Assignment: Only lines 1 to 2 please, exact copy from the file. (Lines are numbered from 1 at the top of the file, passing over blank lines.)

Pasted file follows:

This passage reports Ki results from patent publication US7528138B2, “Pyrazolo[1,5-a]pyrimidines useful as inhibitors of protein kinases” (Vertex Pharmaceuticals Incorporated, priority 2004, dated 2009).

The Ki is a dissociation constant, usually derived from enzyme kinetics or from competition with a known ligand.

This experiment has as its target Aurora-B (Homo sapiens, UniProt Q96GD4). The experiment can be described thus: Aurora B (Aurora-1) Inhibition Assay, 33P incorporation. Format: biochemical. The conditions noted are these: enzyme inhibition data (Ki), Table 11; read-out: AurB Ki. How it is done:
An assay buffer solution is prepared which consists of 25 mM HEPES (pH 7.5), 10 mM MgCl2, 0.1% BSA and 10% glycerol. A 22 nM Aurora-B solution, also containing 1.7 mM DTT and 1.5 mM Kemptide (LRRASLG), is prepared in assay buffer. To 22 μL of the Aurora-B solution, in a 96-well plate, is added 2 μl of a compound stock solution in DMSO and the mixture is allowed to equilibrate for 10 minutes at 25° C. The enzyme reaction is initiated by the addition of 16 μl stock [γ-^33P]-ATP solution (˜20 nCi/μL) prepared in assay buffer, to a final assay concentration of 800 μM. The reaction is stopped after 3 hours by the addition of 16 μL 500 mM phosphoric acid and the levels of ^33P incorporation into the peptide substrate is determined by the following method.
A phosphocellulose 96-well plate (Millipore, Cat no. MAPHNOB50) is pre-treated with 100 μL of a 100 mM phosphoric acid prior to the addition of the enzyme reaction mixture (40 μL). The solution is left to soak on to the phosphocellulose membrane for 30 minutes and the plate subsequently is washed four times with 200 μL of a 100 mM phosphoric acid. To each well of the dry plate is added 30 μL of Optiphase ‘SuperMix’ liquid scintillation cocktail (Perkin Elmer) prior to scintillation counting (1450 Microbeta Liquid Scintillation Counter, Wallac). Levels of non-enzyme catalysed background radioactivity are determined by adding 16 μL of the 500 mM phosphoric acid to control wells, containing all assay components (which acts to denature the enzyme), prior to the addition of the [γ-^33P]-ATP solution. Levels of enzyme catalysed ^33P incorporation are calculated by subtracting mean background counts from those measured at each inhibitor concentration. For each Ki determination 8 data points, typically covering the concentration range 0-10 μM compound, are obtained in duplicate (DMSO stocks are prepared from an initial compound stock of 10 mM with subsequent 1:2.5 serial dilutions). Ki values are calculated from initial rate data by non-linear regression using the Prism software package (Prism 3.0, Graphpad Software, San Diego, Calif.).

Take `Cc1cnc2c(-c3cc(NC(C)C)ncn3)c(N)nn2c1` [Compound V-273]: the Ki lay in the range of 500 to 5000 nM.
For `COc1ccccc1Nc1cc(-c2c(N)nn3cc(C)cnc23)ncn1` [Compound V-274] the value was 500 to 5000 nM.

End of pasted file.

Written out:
This passage reports Ki results from patent publication US7528138B2, “Pyrazolo[1,5-a]pyrimidines useful as inhibitors of protein kinases” (Vertex Pharmaceuticals Incorporated, priority 2004, dated 2009).

The Ki is a dissociation constant, usually derived from enzyme kinetics or from competition with a known ligand.